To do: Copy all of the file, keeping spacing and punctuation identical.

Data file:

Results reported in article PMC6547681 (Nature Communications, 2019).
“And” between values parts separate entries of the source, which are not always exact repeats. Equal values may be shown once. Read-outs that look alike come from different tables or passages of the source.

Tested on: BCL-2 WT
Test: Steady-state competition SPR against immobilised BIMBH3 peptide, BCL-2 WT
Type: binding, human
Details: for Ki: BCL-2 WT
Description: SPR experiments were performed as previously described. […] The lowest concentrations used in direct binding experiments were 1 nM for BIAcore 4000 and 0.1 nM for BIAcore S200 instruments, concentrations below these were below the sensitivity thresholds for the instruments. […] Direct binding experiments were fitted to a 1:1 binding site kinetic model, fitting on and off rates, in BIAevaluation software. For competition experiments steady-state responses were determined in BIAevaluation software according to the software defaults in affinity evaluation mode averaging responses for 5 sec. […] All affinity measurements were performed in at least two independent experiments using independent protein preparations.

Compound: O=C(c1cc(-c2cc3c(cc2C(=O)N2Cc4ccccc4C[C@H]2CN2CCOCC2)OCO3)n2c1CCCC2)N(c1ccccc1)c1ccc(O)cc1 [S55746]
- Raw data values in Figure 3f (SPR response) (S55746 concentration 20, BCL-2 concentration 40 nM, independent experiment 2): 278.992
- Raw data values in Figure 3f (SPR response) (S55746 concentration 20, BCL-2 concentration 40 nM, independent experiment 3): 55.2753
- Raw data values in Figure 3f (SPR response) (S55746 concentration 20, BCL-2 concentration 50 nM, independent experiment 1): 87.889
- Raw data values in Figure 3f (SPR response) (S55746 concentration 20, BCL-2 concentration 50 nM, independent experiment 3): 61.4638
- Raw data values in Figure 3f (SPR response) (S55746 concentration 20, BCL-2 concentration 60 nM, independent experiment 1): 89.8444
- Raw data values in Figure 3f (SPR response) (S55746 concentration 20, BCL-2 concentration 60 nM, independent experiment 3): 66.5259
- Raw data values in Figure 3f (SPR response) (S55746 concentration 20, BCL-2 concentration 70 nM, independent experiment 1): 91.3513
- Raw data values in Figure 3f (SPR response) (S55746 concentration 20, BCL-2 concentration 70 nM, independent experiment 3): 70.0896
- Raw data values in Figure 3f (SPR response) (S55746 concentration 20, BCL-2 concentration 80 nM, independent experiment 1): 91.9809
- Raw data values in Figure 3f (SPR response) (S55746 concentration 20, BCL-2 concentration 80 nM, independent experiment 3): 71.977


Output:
Results reported in article PMC6547681 (Nature Communications, 2019).
“And” between values parts separate entries of the source, which are not always exact repeats. Equal values may be shown once. Read-outs that look alike come from different tables or passages of the source.

Tested on: BCL-2 WT
Test: Steady-state competition SPR against immobilised BIMBH3 peptide, BCL-2 WT
Type: binding, human
Details: for Ki: BCL-2 WT
Description: SPR experiments were performed as previously described. […] The lowest concentrations used in direct binding experiments were 1 nM for BIAcore 4000 and 0.1 nM for BIAcore S200 instruments, concentrations below these were below the sensitivity thresholds for the instruments. […] Direct binding experiments were fitted to a 1:1 binding site kinetic model, fitting on and off rates, in BIAevaluation software. For competition experiments steady-state responses were determined in BIAevaluation software according to the software defaults in affinity evaluation mode averaging responses for 5 sec. […] All affinity measurements were performed in at least two independent experiments using independent protein preparations.

Compound: O=C(c1cc(-c2cc3c(cc2C(=O)N2Cc4ccccc4C[C@H]2CN2CCOCC2)OCO3)n2c1CCCC2)N(c1ccccc1)c1ccc(O)cc1 [S55746]
- Raw data values in Figure 3f (SPR response) (S55746 concentration 20, BCL-2 concentration 40 nM, independent experiment 2): 278.992
- Raw data values in Figure 3f (SPR response) (S55746 concentration 20, BCL-2 concentration 40 nM, independent experiment 3): 55.2753
- Raw data values in Figure 3f (SPR response) (S55746 concentration 20, BCL-2 concentration 50 nM, independent experiment 1): 87.889
- Raw data values in Figure 3f (SPR response) (S55746 concentration 20, BCL-2 concentration 50 nM, independent experiment 3): 61.4638
- Raw data values in Figure 3f (SPR response) (S55746 concentration 20, BCL-2 concentration 60 nM, independent experiment 1): 89.8444
- Raw data values in Figure 3f (SPR response) (S55746 concentration 20, BCL-2 concentration 60 nM, independent experiment 3): 66.5259
- Raw data values in Figure 3f (SPR response) (S55746 concentration 20, BCL-2 concentration 70 nM, independent experiment 1): 91.3513
- Raw data values in Figure 3f (SPR response) (S55746 concentration 20, BCL-2 concentration 70 nM, independent experiment 3): 70.0896
- Raw data values in Figure 3f (SPR response) (S55746 concentration 20, BCL-2 concentration 80 nM, independent experiment 1): 91.9809
- Raw data values in Figure 3f (SPR response) (S55746 concentration 20, BCL-2 concentration 80 nM, independent experiment 3): 71.977